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How to Improve Time Management Skills

Learn how to improve time management skills for yourself, your team, or your organization with the following 5 key elements.

Each of us have our preferences for how we organize and schedule our days and personal and professional responsibilities.

Each day may include personal items like social outings, gym time, school, and other things we enjoy outside of work.

Professionally, our days might include conference calls, team meetings, client appointments, business travel, board meetings, and more.

How Do I Improve Time Management Skills if I Don't Have Any?

No matter our daily, personal and professional to-do list, the great danger is in not having a plan for effective time management or a time management guide.

That realization brings us two important points:

  1. "If you fail to plan, you are planning to fail." ~ Benjamin Franklin
  2. "If you want to change the future, you must change what you're doing in the present." ~ Mark Twain

For some, high school academics were a breeze, offering little mental challenge.

Once those same students reached college classwork, they had little time management skill set with which to handle the demands of a more challenging curriculum.

The good news?

No matter your starting point, you will be able to improve through daily practice of each of the following key points.

5 Ways to Improve Time Management Skills

1) Have a (Formal) Schedule

The first element in effective time management is to ensure that you aren't winging it, or going by what you are able to commit to memory.

Whether pen and paper, calendar app on your phone, or cloud-based time management software, having a way to schedule tasks, appointments, and to-dos is a necessity.

It is also key that you, and those who may be stakeholders in your project(s), have a way to reference each of these items easily.

2) Prioritize The Items On Your To-Do List

A danger in only having a to-do list, but not a schedule or prioritization of tasks, is that when the day is over, you may or may not have completed the items of the greatest importance.

When that is the case, and when it becomes habit, items of necessity go unaddressed, leading often to missed deadlines and related penalties; often financial.

With online and cloud-based time management software, it is easy to apply tags to items, categorizing them, and distinguishing those of greatest value.

For some, in beginning each day, it has proven helpful to address the highest priority item on their list. For others, that may also be the item to which they least look forward.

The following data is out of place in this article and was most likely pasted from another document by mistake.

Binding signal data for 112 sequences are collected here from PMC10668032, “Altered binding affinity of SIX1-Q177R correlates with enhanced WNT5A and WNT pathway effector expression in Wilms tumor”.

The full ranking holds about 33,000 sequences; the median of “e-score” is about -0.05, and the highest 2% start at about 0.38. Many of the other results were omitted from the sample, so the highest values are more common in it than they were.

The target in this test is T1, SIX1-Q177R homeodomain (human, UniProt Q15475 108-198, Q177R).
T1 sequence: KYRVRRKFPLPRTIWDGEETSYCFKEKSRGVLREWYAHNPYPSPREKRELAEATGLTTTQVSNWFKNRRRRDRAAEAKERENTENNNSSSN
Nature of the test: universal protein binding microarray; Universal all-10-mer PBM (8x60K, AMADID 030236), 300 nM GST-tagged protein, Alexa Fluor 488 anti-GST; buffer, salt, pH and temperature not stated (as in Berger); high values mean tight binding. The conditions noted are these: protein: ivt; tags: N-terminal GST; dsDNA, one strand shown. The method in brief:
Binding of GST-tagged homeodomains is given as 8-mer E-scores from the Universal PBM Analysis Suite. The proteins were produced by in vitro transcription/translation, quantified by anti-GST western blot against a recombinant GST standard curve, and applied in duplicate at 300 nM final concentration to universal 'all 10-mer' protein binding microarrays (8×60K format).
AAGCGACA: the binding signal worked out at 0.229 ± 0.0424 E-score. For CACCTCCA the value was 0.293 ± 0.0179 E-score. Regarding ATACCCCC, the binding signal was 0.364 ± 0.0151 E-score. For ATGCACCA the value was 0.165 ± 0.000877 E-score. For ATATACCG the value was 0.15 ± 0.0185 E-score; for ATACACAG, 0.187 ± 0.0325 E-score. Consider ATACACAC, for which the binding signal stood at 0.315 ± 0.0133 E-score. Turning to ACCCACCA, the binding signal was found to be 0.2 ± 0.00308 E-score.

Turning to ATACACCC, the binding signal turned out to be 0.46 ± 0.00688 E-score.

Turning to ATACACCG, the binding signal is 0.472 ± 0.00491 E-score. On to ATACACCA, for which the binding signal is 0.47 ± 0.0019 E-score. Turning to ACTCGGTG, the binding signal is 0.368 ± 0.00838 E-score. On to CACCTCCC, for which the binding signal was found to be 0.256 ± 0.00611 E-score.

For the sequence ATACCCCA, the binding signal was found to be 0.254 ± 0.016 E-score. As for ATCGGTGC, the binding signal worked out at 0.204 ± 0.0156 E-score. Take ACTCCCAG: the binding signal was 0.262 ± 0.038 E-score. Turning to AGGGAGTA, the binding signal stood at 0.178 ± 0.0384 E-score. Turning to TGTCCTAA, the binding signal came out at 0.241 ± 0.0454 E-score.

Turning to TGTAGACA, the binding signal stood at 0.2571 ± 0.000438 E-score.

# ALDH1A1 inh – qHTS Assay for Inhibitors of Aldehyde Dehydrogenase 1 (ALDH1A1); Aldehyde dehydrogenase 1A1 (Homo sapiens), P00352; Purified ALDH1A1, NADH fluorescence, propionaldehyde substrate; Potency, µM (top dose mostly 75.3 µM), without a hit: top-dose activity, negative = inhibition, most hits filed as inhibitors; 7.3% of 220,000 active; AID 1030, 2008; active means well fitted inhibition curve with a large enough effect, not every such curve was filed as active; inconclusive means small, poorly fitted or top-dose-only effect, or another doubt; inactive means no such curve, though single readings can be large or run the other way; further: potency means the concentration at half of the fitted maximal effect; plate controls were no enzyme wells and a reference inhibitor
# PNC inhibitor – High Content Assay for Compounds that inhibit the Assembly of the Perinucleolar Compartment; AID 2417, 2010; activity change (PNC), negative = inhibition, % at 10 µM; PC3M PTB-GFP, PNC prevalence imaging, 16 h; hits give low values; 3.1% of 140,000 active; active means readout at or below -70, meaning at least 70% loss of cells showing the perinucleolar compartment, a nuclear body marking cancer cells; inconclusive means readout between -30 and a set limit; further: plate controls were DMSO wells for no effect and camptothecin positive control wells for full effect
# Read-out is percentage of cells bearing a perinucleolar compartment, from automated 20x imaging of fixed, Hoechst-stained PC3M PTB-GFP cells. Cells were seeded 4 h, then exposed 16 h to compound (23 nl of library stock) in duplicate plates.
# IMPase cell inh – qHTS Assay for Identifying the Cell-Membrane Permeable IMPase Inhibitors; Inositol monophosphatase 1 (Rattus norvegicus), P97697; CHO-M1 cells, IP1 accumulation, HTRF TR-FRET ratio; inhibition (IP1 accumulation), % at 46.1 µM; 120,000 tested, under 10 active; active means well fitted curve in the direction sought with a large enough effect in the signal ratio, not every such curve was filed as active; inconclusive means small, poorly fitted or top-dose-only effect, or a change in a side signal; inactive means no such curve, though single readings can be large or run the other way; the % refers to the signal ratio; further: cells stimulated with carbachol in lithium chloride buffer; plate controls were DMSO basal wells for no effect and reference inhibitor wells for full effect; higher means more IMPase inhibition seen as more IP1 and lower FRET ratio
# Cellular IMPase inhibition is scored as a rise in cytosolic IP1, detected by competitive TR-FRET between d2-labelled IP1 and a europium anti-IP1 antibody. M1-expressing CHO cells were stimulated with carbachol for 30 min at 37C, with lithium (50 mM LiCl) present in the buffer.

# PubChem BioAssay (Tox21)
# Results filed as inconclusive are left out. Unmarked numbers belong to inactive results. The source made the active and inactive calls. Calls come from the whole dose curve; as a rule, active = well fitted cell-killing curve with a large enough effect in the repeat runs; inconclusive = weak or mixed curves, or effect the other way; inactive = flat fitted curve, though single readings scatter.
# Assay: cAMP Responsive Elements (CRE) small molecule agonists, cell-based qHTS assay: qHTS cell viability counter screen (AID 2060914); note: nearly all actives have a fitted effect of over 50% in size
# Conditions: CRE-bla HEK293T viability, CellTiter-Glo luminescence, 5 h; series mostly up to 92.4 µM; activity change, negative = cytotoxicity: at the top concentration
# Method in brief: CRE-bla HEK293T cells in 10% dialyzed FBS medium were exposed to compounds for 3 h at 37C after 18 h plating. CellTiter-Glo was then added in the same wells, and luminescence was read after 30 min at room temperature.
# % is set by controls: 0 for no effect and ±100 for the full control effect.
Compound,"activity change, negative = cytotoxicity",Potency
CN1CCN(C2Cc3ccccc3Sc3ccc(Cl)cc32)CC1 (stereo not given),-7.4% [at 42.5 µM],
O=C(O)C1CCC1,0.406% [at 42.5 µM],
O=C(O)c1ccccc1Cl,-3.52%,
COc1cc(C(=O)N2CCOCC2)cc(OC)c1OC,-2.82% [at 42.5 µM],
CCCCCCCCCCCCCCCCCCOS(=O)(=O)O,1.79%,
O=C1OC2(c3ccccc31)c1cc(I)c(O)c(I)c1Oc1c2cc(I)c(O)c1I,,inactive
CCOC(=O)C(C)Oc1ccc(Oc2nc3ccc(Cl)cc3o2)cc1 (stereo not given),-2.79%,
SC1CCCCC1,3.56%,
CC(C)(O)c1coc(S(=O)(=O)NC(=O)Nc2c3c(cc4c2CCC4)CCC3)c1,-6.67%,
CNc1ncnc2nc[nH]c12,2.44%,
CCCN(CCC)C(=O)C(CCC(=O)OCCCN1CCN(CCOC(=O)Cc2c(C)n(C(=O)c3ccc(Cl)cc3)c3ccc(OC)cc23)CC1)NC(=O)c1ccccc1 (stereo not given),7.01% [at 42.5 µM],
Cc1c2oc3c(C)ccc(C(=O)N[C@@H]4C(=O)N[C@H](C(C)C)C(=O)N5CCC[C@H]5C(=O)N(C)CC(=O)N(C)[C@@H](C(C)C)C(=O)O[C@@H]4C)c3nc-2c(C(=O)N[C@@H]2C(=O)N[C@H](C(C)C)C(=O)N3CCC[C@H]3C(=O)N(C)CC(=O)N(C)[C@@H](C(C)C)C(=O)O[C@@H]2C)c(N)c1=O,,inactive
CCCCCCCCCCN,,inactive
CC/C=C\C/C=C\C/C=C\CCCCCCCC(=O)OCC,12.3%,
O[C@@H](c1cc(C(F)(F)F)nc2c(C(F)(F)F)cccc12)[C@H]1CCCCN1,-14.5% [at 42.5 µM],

Employ this tactic, and you can be more confident that you will be making more significant progress daily.

3) Make It Routine

Now that you have a system, of both scheduling and prioritization, it must be practiced daily.

This system can't just be practiced. It must become habit.

And, it can take 2 months, or more, for newly practiced habits to become automatic.

Commit yourself to the discipline it takes to last this time. Do this with each new habit you wish to add to your skill set, and the results of your will certainly be influenced positively.

"Successful people aren't born that way. They become successful by establishing the habit of doing things unsuccessful people don't like to do." ~ William Makepeace Thackeray

4) Set Timers

No matter our ages, or our levels of commitment, we each have our own attention span.

And, though we may be able to endure beyond, once we have passed a certain point, our productivity will suffer.

With that, it can be helpful to set a timer for the tasks that you will be addressing.

Though the total time that must be dedicated to each task will vary, I have found a 52-minute timer to work well.

It allows one to commit to a reasonable period of time in which to avoid distraction, provide full attention, and focus on achieving great productivity.

And, once that timer cues the end of the given period, there are 8 minutes left within the hour to stretch one's legs and mind, in order to be better prepared for the next block of time.

5) Ensure Accountability

In aiming to have structure with the systems you use to improve time management skills, you will encounter obstacles.

The greater your ability to hold yourself accountable to sticking to your schedule and prioritization, the more you will accomplish.

This means being able to say "No" to attending instantly to every curveball you might see, or opportunity or appointment that might be presented.

If it is not an emergency, does not negatively impact your ability to provide great experience or service to your clients, and time can be dedicated fully at a point in the future, then stick to your intended schedule.

Use your newly implemented systems to schedule the new opportunity or appointment at a time that reflects your availability and the level of priority it should be given.

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